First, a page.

IP security cameras almost always have the ability to record audio, though you can usually opt to turn this on and off. Conventional CCTV cameras used in public spaces, on the other hand, rarely do. Coaxial cables used to connect the camera to a DVR do not natively support audio. Additionally, there exists certain expectations of privacy, issues around legality, and storage capacity, because recording audio alongside video significantly increases file size.
Can you hear on security cameras?
IP security cameras regularly feature two-way audio, meaning you can listen to what the camera picks up and also use the controller device to communicate through the camera’s speaker in real time. Traditional CCTV cameras usually need an external microphone to be connected, and if the camera does have a native microphone, audio can’t be heard in real time, requiring a hybrid coaxial cable to transfer it to the DVR. Speakers on traditional CCTV cameras are unheard of.
Can CCTV systems record sounds?
Fully integrated CCTV systems may come with external microphones that can be used to capture audio. Hybrid coaxial cables can be used to transfer audio to a DVR, or if the camera interfaces with an NVR, Ethernet cables can instead be used.
Is it legal to have cameras with audio in the workplace?
Specific laws on audio recording in the workplace vary state-by-state. For example, in California, Connecticut, Florida, Illinois, Maryland, Massachusetts, Michigan, Montana, Nevada, New Hampshire, Pennsylvania, and Washington, express consent is required of all parties being recorded.
Elsewhere, a one-party consent rule applies, where only one person being recorded (yes, this can be the person doing the recording so long as they are involved in the conversation) must consent to it. If no one consents, this is wiretapping, which is subject to its own laws. Generally, however, a right to privacy does exist in the workplace, and it would be considered invasive to record all conversations of employees.
Is it legal to record audio on security cameras?
California, Connecticut, Florida, Illinois, Maryland, Massachusetts, Michigan, Montana, Nevada, New Hampshire, Pennsylvania, and Washington all require the express consent of all parties being recorded. In other states, there exists a one-party consent rule, where only one person being recorded has to give express consent. If no one is informed that they are being recorded, then this can be tried as wiretapping.
Why do surveillance cameras tend to never have sound?
Surveillance cameras don’t usually have sound because coaxial cables do not natively support audio. Aside from that, audio alongside video creates exceptionally large file sizes if surveilling 24/7, so opting not to record audio is a useful means of reducing the file size.
Laws about being recorded on video in public are generally much more relaxed than being recorded on audio, because audio recording can easily constitute wiretapping if there is no consent or knowledge. A reasonable expectation to be recorded on video exists in public spaces like stores, restaurants, and banks. The same can’t be said of audio.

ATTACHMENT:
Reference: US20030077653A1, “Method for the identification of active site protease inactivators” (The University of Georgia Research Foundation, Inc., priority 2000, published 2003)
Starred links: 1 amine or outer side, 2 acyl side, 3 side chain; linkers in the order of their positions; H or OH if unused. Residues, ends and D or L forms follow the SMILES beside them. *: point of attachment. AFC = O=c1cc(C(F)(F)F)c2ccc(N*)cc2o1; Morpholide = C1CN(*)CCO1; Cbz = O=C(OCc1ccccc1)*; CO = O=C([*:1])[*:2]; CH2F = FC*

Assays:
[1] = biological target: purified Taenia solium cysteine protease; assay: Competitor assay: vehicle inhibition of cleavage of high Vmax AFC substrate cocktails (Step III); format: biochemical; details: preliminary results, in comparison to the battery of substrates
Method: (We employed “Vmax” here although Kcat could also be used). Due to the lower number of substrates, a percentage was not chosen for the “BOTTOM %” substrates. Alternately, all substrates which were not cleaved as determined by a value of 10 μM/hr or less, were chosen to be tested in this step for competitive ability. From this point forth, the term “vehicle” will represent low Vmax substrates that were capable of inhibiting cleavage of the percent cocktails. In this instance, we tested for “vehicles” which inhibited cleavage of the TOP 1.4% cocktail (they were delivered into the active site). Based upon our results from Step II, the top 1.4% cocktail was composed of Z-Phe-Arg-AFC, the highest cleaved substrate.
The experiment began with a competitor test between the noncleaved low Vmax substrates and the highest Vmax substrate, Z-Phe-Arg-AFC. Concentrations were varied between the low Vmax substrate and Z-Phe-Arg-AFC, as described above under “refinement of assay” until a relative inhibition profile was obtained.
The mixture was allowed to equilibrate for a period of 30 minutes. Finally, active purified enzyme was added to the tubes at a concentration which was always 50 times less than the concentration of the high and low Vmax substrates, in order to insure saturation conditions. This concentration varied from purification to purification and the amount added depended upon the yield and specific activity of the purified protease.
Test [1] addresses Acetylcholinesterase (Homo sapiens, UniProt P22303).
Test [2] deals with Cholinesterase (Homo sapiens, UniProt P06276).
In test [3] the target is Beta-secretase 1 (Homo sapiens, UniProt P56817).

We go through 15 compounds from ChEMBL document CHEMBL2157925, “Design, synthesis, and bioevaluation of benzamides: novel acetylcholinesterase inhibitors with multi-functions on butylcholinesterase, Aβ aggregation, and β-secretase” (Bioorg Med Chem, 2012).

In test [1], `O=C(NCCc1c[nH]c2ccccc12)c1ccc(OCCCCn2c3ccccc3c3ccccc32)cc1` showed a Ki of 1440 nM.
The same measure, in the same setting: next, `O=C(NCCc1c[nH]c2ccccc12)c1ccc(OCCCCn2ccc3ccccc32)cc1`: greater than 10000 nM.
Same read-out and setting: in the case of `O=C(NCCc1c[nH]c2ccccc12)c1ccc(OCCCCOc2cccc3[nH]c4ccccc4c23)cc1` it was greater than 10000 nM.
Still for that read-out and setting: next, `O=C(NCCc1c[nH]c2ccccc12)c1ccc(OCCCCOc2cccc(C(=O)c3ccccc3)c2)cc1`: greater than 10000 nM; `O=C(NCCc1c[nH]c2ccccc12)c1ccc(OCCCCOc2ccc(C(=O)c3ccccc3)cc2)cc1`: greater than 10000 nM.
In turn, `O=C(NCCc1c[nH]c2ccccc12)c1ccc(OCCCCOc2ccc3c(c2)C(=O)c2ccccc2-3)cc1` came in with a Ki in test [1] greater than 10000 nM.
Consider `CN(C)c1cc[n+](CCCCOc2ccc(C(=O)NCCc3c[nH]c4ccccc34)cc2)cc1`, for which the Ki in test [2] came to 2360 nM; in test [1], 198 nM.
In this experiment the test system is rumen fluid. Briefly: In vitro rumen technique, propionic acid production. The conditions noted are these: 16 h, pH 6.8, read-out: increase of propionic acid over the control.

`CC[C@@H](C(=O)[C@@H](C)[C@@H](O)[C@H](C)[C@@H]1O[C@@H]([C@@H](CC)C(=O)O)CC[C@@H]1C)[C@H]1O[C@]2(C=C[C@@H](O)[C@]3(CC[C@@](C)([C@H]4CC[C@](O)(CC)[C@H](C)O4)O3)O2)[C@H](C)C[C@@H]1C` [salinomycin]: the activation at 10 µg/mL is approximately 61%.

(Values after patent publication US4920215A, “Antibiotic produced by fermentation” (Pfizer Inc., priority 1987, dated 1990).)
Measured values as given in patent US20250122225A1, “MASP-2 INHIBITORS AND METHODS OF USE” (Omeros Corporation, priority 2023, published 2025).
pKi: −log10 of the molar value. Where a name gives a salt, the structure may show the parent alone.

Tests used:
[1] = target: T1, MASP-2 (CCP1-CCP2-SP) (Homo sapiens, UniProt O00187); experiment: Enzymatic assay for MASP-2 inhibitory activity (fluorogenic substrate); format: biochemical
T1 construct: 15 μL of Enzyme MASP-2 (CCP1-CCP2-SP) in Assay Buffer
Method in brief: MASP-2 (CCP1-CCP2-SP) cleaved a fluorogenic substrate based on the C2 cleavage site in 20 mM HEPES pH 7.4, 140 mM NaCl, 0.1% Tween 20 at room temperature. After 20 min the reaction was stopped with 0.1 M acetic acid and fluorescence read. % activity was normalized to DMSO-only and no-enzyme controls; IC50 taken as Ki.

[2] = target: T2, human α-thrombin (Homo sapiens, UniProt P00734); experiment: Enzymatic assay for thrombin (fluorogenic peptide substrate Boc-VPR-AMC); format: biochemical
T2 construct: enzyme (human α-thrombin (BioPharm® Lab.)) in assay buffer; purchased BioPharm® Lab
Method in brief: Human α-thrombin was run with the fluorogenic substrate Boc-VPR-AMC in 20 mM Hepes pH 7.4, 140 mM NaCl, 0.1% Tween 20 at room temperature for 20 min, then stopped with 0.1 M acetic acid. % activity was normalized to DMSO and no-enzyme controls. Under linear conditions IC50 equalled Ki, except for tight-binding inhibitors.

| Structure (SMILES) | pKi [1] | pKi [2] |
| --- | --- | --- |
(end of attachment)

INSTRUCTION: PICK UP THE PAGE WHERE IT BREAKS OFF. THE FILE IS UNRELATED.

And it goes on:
Do shops record audio on their CCTV?
Shops rarely record audio on their CCTV. Aside from reducing file sizes and avoiding potential privacy violations, there simply isn’t much need to record audio for security purposes in a shop.
How do you know if a security camera is recording?
Security cameras are recording if they have a light blinking. This is usually red, but may also be green, orange, or some other color. The light is known as a ‘status LED’. These can be used to communicate various states the camera is in. But generally speaking, if it’s on, the camera is recording. If the camera turns, it is also recording. For more on how you can tell if a security camera is recording, check out our article.
What does a red light on a security camera mean?
A red light on a security camera could either be the status LED (in which case it suggests the camera is on and recording) or it could be an infrared light. Infrared is used in night vision to create an image when light sources are diminished. If the environment is dark, you might notice the red bulbs inside or near the lens. If you’re curious about how this works, you can find out more in our article on night vision.
Do McDonald’s cameras have audio?
It would be unusual, unlikely, and pretty much pointless for a McDonald’s restaurant to use audio. If you’ve ever been inside one, you’ll be well acquainted with just how loud the beeping of the fryer is! However, there exists some reports that McDonald’s drive-thru does in fact record you, even when the restaurant workers’ microphones are turned off. McDonald’s has denied these claims, saying that both the images and audio used to take orders through the drive-thru are not retained.
Though laws are varied—with an alarming majority of US states following a ‘one-party consent’ rule—audio recording remains quite unusual in public spaces. Reasonable expectations of video recording are universal in public, whereas audio recording isn’t. It can be more invasive, creates unmanageably large files, and, above all, isn’t actually very useful when it comes to security.
Having eyes on customers and pedestrians is already a trusted and sufficient way to survey an area in public, whether inside or out. There simply isn’t much use for audio.
But that isn’t to say some won’t try and bend the rules of reasonable expectations, which is why it can be handy to know just how you can determine if a security camera is recording audio or not.
If you feel you are being recorded without your consent or knowledge in the workplace or elsewhere, it’s important to take this concern seriously, as this could be considered wiretapping.
This content was originally published here.